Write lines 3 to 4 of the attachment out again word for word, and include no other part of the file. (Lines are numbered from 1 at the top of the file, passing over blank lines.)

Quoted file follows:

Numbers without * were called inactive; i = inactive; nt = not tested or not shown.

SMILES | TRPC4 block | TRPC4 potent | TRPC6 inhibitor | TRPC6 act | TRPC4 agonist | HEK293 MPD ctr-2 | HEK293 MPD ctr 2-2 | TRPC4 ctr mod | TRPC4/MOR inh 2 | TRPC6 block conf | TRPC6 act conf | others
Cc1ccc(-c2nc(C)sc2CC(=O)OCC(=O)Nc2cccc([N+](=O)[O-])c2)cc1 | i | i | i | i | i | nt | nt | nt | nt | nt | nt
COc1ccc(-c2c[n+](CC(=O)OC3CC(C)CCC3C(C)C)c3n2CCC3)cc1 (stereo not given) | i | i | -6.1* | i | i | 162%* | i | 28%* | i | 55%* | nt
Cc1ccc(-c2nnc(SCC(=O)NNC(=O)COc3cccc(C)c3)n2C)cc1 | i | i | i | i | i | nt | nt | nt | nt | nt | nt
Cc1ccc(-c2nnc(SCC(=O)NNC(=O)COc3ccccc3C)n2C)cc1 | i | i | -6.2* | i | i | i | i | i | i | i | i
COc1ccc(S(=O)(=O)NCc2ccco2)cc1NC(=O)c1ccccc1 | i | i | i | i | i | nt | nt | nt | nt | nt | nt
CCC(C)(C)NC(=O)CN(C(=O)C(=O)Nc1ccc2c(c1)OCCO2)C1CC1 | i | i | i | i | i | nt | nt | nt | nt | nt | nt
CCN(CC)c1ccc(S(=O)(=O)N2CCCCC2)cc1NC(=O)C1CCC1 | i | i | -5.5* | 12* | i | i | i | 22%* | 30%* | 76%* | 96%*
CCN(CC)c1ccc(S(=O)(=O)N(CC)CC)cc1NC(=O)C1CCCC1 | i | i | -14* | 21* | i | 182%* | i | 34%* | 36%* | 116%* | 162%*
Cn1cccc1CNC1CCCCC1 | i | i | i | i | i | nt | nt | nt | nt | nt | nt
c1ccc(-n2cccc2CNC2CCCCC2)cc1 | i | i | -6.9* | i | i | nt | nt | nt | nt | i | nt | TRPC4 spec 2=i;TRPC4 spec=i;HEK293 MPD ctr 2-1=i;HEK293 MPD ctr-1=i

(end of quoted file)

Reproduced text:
Cc1ccc(-c2nc(C)sc2CC(=O)OCC(=O)Nc2cccc([N+](=O)[O-])c2)cc1 | i | i | i | i | i | nt | nt | nt | nt | nt | nt
COc1ccc(-c2c[n+](CC(=O)OC3CC(C)CCC3C(C)C)c3n2CCC3)cc1 (stereo not given) | i | i | -6.1* | i | i | 162%* | i | 28%* | i | 55%* | nt